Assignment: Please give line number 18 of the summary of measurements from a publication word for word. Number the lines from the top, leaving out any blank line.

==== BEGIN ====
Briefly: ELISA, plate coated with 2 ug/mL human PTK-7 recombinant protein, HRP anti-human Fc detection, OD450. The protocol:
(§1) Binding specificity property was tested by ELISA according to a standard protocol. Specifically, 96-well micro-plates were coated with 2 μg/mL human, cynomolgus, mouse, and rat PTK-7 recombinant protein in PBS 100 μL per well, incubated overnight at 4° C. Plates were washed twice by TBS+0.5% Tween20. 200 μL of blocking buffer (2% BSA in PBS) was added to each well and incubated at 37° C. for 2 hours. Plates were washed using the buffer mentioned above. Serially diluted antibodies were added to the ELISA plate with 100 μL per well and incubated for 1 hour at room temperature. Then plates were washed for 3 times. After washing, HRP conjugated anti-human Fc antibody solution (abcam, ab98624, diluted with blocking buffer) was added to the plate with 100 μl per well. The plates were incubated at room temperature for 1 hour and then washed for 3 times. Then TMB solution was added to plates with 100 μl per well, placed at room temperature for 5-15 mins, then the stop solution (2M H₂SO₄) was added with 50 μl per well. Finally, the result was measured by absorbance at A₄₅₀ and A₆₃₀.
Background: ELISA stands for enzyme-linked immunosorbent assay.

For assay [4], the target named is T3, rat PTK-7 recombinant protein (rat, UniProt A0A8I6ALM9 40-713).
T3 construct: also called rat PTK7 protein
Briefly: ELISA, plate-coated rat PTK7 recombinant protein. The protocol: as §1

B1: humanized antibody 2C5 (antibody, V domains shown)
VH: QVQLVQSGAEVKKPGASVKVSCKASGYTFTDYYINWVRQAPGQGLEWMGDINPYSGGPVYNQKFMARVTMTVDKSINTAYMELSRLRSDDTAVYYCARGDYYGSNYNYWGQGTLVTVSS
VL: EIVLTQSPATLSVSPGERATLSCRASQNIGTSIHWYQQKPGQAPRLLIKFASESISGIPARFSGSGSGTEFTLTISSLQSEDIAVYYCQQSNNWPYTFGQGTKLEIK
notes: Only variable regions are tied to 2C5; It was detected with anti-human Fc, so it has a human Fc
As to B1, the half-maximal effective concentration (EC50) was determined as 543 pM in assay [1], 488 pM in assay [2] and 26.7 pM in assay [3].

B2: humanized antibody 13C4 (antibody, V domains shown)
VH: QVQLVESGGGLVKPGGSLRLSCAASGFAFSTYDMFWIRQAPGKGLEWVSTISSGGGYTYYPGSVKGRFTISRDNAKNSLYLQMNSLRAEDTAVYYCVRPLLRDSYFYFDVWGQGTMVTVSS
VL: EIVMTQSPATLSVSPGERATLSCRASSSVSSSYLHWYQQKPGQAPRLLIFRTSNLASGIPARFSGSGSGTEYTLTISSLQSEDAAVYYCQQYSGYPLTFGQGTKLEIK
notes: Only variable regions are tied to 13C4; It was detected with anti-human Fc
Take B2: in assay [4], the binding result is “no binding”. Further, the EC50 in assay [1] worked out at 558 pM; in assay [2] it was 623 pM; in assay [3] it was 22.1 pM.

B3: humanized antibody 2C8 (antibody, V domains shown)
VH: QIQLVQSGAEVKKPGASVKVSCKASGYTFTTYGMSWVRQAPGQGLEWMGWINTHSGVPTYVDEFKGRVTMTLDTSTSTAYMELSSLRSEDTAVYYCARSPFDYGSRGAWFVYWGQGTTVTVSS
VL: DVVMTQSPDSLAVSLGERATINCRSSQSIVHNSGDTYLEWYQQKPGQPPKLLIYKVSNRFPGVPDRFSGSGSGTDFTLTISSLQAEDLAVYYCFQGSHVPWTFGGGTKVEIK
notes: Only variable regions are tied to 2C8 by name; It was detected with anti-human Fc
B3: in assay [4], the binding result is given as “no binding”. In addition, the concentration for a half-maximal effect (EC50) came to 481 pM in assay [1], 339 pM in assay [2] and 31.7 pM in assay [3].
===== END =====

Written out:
VH: QIQLVQSGAEVKKPGASVKVSCKASGYTFTTYGMSWVRQAPGQGLEWMGWINTHSGVPTYVDEFKGRVTMTLDTSTSTAYMELSSLRSEDTAVYYCARSPFDYGSRGAWFVYWGQGTTVTVSS